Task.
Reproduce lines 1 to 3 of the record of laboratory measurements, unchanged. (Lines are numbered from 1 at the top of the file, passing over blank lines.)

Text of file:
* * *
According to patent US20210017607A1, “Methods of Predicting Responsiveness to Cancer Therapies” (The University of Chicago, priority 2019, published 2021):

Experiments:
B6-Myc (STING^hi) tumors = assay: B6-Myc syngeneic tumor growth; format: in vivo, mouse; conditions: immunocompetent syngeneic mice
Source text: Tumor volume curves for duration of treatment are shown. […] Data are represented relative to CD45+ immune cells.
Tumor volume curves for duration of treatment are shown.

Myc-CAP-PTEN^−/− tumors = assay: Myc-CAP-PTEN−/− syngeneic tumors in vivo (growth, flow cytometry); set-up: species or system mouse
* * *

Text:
According to patent US20210017607A1, “Methods of Predicting Responsiveness to Cancer Therapies” (The University of Chicago, priority 2019, published 2021):

Experiments:
B6-Myc (STING^hi) tumors = assay: B6-Myc syngeneic tumor growth; format: in vivo, mouse; conditions: immunocompetent syngeneic mice